Does anyone remember last year’s season finale vs. the Rams? Not much to remember, except that Dallas entered the game with the same record as it has right now– the only difference being that the Cowboys this year are a little bit better and the records of other NFC East teams are a little bit worse. The Rams last year were 5-10, had lost four straight, and were playing for a lame-duck coach. Even if they were out of the playoffs, the Cowboys could have finished the season strong with a 10-6 record, demonstrating their pride and making a statement for the next year. Instead, the team barely showed up and was squashed in a 20-10 loss. And that was the statement: that team had utterly no pride at that point.
Mind you, we won some big games last year– at home vs. the Giants; at home vs. the Chiefs; on the road vs. the Panthers. But all too often we followed those up with complete duds, most notably the 35-7 loss at Washington. And among the biggest duds was the loss in the last week of the season to a team in the Rams that couldn’t seem to beat anyone at that point.
Have the Cowboys learned anything since last year? You want to say that of course they have. They have Tony Romo. They have even more weapons on offense. They have a generally healthy defense in the second year of the 3-4. But in the end, the two seasons haven’t been all that different, and a repeat performance in the season finale (noting here that Parcells has yet to win a season finale as the Dallas head coach) would represent perhaps the lowest point in a season of highs and lows. A playoff win–which is what several of us have wanted all year at the least– would be almost bizarre under those circumstances. So I think now that we do need to win this game.
So Dallas shamelessly, pitifully.. the adverbs are endless… couldn’t solve a 2-13 Detroit team. All my thoughts of ending various streaks: win the season finale, win the division, win a playoff game, are all but gone. All of those comparisons I am inclined to make were foolish. Here’s my post from yesterday:
I’ve fallen victim all year of trying to find positive comparisons to make with seasons past in some sort of effort to believe that this is really a team on the rise. The 1991 comparisons were there– young team learning to win, and so on, and so on. We were so lucky as fans that this team continued to find ways to rebuild itself time and time again (1975 with the draft; 1980 with Danny White; 1991 with the team of that decade). I was willing to watch the 5-11 seasons, believing that we probably had to suffer a bit to get back on top of the mountain (much like 1986 through 1990).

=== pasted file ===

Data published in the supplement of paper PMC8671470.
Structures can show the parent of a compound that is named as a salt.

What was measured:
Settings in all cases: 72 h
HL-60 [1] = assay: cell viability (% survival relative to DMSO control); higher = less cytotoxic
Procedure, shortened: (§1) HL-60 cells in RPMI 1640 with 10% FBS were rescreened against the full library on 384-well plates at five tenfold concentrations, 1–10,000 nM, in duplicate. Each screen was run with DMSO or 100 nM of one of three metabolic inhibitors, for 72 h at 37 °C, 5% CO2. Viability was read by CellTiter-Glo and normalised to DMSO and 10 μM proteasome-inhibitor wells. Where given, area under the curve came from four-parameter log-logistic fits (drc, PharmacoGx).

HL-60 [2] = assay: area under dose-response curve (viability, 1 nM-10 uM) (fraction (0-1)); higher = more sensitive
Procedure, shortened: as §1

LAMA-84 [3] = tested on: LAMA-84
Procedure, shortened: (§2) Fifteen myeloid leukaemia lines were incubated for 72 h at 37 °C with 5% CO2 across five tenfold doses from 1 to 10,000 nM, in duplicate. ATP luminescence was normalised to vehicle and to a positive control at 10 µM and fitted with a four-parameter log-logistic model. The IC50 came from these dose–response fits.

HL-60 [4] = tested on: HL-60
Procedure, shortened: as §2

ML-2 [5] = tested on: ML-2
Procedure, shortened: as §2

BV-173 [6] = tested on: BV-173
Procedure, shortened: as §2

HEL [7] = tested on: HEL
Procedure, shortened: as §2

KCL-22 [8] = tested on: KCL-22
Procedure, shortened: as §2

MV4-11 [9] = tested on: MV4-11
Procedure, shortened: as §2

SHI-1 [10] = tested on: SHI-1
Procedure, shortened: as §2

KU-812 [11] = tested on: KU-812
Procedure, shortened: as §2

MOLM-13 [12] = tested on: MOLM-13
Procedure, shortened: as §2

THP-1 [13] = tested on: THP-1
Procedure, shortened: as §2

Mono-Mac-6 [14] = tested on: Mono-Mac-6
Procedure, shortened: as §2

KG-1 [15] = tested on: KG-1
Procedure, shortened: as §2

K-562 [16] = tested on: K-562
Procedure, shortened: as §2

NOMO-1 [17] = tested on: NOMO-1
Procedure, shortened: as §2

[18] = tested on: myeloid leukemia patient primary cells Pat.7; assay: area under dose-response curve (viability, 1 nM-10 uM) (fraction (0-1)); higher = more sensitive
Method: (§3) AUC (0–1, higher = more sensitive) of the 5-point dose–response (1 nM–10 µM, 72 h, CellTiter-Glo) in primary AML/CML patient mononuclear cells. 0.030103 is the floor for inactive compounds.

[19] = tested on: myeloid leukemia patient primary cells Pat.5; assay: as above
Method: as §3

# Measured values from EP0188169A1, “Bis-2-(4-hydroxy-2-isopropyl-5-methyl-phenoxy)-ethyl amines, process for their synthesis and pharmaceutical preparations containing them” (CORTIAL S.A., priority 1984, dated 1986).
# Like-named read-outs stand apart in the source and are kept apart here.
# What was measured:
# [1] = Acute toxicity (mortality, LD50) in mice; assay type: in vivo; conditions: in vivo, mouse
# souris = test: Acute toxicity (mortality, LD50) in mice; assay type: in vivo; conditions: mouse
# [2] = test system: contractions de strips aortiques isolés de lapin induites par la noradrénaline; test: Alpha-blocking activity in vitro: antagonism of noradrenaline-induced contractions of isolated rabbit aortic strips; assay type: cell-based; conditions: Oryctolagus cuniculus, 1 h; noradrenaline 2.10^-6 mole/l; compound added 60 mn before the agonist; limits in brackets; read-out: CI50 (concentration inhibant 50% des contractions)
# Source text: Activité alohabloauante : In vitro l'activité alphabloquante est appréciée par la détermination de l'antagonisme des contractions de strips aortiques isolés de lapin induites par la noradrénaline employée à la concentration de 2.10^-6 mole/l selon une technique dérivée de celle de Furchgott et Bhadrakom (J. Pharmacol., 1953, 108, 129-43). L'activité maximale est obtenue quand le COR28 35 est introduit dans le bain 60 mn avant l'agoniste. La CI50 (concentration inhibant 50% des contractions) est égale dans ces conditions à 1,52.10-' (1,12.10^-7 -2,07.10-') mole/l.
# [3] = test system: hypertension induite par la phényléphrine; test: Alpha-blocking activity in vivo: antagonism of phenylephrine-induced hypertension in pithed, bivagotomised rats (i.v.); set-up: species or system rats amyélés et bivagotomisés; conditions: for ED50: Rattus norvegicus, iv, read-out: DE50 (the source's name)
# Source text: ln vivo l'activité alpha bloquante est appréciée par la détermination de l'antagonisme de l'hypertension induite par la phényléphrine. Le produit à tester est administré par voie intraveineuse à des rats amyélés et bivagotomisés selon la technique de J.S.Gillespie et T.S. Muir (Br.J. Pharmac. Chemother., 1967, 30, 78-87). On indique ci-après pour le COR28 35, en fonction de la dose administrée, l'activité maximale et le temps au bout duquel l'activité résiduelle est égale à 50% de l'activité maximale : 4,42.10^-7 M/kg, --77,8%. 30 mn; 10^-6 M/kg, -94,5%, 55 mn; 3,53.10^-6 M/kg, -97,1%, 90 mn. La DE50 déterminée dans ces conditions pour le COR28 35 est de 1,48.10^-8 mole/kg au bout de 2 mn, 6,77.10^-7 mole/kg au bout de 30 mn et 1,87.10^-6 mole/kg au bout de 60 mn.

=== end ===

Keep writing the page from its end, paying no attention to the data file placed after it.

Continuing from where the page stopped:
We bring in a Hall-of-Fame coach who is reknowned for his “year 4″ successes with the Giants and Patriots, and those year 4 successes came in 1986 and 1996. He had his choice of players. He went through his carrousel of four quarterbacks, and we’ve been a little bit better than mediocre. But all signs seemed to suggest that this would be another year 4 success. Great symmetry, right?
None of that history means a thing, and I’m one of the fools who thought it did. When we get excited about getting into the playoffs, with or without any expectations that we will do anything (other than the wildly optimisic assertions that any given team can get on a roll), we are talking about a different franchise wearing a familiar uniform.
So why 340 degrees? Well, at least one playoff game is worth at least 20 degrees, isn’t it?
What does Galloway have to say now?
This was the Cowboys as of mid-afternoon on New Year’s Eve:
Gutless, confused, incompetent, and the biggest joke to make the NFL playoffs since, well, the New York Giants weaseled their way in the day before.
With something still to play for, the Cowboys couldn’t overcome the two-win Detroit Lions, who blew the first pick in next April’s draft by out-hearting the Valley Ranch amoeba 39-31.
Fire the coach. Parcells must go.